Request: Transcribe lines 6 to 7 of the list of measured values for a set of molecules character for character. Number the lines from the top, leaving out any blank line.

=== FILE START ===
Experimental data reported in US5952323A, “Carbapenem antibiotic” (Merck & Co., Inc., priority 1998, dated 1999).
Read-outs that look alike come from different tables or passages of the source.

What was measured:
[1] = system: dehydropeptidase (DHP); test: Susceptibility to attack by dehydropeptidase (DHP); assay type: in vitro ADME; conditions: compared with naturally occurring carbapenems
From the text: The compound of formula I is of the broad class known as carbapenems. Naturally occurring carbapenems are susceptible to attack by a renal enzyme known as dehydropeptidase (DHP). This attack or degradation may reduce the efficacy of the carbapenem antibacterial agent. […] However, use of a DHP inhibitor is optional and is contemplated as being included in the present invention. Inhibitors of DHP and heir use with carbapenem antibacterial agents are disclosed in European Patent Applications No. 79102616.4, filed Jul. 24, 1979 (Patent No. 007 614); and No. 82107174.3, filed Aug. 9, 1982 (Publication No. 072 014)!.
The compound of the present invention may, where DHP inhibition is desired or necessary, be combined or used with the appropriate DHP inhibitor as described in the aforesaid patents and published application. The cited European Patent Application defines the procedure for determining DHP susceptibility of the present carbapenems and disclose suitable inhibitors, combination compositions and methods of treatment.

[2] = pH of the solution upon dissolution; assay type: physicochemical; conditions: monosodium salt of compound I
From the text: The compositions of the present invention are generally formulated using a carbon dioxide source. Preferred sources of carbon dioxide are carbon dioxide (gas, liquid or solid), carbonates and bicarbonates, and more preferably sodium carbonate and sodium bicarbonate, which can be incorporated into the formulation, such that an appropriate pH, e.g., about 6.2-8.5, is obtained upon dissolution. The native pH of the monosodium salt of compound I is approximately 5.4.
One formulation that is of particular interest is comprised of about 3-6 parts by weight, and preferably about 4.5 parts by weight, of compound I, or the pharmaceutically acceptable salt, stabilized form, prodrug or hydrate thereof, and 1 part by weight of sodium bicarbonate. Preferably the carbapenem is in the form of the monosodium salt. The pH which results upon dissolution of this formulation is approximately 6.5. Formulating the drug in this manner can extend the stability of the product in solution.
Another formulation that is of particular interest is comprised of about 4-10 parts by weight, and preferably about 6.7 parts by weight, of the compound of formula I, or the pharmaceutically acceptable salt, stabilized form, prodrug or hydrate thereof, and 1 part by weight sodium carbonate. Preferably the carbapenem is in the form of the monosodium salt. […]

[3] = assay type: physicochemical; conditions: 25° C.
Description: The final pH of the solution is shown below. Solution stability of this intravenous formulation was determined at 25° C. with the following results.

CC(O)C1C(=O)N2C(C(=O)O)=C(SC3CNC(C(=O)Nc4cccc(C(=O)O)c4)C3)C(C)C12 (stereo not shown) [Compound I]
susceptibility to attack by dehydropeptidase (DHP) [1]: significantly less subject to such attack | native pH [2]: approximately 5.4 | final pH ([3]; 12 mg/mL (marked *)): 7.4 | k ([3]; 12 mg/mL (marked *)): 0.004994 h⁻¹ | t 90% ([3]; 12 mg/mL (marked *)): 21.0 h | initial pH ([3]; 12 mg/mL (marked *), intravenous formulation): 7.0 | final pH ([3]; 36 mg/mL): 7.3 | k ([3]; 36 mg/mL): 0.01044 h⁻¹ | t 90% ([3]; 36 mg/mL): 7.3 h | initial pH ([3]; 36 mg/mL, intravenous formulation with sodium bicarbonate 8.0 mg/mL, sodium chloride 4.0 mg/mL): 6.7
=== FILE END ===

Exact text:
The compound of the present invention may, where DHP inhibition is desired or necessary, be combined or used with the appropriate DHP inhibitor as described in the aforesaid patents and published application. The cited European Patent Application defines the procedure for determining DHP susceptibility of the present carbapenems and disclose suitable inhibitors, combination compositions and methods of treatment.

[2] = pH of the solution upon dissolution; assay type: physicochemical; conditions: monosodium salt of compound I